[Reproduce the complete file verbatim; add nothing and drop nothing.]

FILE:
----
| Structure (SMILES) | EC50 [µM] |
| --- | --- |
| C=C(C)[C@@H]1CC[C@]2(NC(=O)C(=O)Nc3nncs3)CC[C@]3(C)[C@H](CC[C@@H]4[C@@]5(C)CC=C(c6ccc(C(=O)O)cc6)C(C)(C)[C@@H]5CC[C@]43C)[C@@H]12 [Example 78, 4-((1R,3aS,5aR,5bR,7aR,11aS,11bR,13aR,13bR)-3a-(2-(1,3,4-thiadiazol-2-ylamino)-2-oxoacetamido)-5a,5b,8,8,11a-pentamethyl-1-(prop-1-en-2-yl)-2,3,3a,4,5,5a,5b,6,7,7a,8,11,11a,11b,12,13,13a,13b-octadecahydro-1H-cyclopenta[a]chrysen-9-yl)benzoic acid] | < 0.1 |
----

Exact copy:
| Structure (SMILES) | EC50 [µM] |
| --- | --- |
| C=C(C)[C@@H]1CC[C@]2(NC(=O)C(=O)Nc3nncs3)CC[C@]3(C)[C@H](CC[C@@H]4[C@@]5(C)CC=C(c6ccc(C(=O)O)cc6)C(C)(C)[C@@H]5CC[C@]43C)[C@@H]12 [Example 78, 4-((1R,3aS,5aR,5bR,7aR,11aS,11bR,13aR,13bR)-3a-(2-(1,3,4-thiadiazol-2-ylamino)-2-oxoacetamido)-5a,5b,8,8,11a-pentamethyl-1-(prop-1-en-2-yl)-2,3,3a,4,5,5a,5b,6,7,7a,8,11,11a,11b,12,13,13a,13b-octadecahydro-1H-cyclopenta[a]chrysen-9-yl)benzoic acid] | < 0.1 |